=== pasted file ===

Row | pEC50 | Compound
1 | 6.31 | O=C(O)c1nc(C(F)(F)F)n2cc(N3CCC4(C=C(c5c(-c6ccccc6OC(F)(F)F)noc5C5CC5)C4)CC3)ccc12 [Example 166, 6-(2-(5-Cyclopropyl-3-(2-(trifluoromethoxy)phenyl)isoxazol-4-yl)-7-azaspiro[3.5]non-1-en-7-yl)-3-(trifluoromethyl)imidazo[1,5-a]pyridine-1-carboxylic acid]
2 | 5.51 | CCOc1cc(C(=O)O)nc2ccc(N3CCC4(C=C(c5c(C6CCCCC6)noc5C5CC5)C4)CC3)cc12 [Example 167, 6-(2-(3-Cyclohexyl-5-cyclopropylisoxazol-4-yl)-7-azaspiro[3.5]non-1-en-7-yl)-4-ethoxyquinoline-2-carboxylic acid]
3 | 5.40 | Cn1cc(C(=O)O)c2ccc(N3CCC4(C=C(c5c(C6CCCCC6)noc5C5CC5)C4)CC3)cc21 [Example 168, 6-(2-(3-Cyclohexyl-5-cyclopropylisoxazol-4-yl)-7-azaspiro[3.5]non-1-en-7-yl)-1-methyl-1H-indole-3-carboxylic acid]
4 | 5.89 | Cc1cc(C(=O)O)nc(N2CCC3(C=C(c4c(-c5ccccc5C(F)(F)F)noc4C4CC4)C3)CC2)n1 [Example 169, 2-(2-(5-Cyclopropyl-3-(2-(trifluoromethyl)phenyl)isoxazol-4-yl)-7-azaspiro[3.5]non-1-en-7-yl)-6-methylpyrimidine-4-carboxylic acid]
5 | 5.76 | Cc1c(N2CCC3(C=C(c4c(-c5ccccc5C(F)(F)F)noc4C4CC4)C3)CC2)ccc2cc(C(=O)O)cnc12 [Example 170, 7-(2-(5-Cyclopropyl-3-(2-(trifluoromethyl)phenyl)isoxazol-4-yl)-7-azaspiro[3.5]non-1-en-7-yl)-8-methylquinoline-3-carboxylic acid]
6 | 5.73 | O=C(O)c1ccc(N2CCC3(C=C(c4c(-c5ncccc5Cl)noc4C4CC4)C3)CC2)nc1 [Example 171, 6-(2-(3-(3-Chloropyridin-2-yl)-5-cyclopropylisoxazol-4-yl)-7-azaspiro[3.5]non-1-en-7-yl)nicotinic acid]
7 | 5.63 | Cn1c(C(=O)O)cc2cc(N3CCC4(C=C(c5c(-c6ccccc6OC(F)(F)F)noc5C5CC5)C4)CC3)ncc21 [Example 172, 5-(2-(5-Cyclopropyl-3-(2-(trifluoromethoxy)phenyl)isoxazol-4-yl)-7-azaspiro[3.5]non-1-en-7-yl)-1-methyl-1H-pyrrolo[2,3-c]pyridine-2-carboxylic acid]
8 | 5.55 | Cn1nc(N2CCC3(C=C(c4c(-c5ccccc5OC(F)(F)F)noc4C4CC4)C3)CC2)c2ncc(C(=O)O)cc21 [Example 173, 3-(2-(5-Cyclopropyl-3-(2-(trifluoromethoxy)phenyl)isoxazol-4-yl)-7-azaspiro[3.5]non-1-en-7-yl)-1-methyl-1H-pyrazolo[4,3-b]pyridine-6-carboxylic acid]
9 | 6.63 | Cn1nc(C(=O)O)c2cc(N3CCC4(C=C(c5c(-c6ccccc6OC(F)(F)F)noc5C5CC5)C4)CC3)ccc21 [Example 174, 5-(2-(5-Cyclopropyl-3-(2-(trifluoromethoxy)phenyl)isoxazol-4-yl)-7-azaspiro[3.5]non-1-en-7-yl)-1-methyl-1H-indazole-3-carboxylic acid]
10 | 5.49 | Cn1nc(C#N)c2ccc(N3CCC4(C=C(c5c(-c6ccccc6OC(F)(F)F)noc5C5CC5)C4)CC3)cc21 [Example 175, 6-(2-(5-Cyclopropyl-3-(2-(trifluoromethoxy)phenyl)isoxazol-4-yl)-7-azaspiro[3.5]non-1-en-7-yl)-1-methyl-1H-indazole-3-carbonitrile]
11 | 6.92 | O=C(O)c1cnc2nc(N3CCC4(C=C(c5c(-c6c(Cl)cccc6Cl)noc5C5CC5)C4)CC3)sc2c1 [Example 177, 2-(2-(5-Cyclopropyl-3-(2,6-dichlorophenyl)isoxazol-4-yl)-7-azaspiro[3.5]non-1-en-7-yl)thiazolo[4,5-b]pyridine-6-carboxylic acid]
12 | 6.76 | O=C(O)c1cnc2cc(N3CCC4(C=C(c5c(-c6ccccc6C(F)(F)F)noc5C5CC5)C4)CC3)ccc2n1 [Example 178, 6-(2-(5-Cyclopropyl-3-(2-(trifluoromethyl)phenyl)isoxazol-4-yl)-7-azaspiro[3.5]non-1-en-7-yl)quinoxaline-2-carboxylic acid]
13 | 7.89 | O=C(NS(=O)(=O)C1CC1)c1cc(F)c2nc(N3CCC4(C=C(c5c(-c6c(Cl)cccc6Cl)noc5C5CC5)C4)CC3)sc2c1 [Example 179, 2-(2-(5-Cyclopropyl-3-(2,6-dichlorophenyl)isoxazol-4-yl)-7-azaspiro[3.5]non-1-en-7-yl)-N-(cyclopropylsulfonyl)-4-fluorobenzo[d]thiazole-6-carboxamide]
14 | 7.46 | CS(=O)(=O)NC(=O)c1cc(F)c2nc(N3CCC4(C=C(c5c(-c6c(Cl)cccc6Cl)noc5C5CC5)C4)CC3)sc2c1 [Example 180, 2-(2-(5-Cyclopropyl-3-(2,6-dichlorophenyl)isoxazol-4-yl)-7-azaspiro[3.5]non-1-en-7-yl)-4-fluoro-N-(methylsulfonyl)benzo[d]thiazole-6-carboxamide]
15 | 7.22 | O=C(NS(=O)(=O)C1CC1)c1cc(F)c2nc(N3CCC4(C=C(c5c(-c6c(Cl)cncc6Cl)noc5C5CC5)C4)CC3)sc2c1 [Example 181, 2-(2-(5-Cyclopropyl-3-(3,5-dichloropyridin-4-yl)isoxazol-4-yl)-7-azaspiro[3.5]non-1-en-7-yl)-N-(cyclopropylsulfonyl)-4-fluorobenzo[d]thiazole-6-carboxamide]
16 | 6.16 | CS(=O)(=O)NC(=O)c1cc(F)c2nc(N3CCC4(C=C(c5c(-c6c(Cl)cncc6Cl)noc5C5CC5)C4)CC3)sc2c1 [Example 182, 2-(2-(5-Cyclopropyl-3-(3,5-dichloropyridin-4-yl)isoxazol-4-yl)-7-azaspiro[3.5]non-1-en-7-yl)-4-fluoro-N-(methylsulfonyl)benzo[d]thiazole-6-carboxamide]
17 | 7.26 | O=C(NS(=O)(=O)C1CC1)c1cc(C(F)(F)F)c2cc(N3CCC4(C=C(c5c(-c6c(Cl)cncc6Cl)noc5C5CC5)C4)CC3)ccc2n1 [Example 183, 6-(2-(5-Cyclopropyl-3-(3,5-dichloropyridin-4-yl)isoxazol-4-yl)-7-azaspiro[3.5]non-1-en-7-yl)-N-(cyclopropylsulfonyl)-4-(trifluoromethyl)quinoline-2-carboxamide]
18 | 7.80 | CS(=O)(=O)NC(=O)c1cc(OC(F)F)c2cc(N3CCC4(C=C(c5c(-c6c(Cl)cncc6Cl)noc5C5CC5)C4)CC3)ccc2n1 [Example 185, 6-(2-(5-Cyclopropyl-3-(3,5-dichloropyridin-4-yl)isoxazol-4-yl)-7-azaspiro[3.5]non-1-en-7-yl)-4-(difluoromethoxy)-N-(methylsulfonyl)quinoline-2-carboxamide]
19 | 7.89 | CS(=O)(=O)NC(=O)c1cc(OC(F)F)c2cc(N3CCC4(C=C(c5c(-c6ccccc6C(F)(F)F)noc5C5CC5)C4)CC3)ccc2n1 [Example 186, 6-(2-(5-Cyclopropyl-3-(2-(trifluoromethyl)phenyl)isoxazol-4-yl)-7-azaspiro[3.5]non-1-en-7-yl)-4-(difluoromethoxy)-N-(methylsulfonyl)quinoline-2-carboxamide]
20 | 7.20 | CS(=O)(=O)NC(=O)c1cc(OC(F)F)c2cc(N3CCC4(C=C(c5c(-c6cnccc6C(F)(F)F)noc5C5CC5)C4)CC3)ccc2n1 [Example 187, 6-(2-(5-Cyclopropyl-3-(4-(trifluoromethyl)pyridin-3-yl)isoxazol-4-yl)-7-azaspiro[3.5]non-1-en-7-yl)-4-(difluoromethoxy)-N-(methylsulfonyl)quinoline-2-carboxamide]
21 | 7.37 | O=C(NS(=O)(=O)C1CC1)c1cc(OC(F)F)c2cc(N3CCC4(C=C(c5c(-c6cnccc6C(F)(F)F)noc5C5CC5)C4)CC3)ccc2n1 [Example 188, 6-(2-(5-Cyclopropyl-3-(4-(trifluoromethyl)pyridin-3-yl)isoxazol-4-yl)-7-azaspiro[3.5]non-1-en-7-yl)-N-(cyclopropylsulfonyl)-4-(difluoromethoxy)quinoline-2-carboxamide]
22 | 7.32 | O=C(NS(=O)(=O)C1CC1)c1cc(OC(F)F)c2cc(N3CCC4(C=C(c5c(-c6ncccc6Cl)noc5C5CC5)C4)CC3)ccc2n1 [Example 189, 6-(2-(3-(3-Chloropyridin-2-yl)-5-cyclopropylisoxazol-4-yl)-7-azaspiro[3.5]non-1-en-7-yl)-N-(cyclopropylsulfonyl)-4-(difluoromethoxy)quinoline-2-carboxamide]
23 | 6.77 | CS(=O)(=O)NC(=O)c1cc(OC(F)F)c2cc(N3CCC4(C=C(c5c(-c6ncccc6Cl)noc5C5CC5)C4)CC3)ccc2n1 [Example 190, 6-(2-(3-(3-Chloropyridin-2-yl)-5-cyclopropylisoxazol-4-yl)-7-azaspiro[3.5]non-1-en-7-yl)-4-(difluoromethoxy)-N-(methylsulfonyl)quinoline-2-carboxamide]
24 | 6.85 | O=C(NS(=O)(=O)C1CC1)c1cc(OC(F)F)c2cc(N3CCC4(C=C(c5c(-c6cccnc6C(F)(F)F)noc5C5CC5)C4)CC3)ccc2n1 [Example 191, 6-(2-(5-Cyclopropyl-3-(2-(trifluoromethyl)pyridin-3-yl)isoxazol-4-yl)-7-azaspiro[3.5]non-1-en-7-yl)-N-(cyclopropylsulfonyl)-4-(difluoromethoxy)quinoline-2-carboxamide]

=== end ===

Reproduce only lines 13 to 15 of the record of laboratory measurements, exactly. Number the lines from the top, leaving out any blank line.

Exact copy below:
12 | 6.76 | O=C(O)c1cnc2cc(N3CCC4(C=C(c5c(-c6ccccc6C(F)(F)F)noc5C5CC5)C4)CC3)ccc2n1 [Example 178, 6-(2-(5-Cyclopropyl-3-(2-(trifluoromethyl)phenyl)isoxazol-4-yl)-7-azaspiro[3.5]non-1-en-7-yl)quinoxaline-2-carboxylic acid]
13 | 7.89 | O=C(NS(=O)(=O)C1CC1)c1cc(F)c2nc(N3CCC4(C=C(c5c(-c6c(Cl)cccc6Cl)noc5C5CC5)C4)CC3)sc2c1 [Example 179, 2-(2-(5-Cyclopropyl-3-(2,6-dichlorophenyl)isoxazol-4-yl)-7-azaspiro[3.5]non-1-en-7-yl)-N-(cyclopropylsulfonyl)-4-fluorobenzo[d]thiazole-6-carboxamide]
14 | 7.46 | CS(=O)(=O)NC(=O)c1cc(F)c2nc(N3CCC4(C=C(c5c(-c6c(Cl)cccc6Cl)noc5C5CC5)C4)CC3)sc2c1 [Example 180, 2-(2-(5-Cyclopropyl-3-(2,6-dichlorophenyl)isoxazol-4-yl)-7-azaspiro[3.5]non-1-en-7-yl)-4-fluoro-N-(methylsulfonyl)benzo[d]thiazole-6-carboxamide]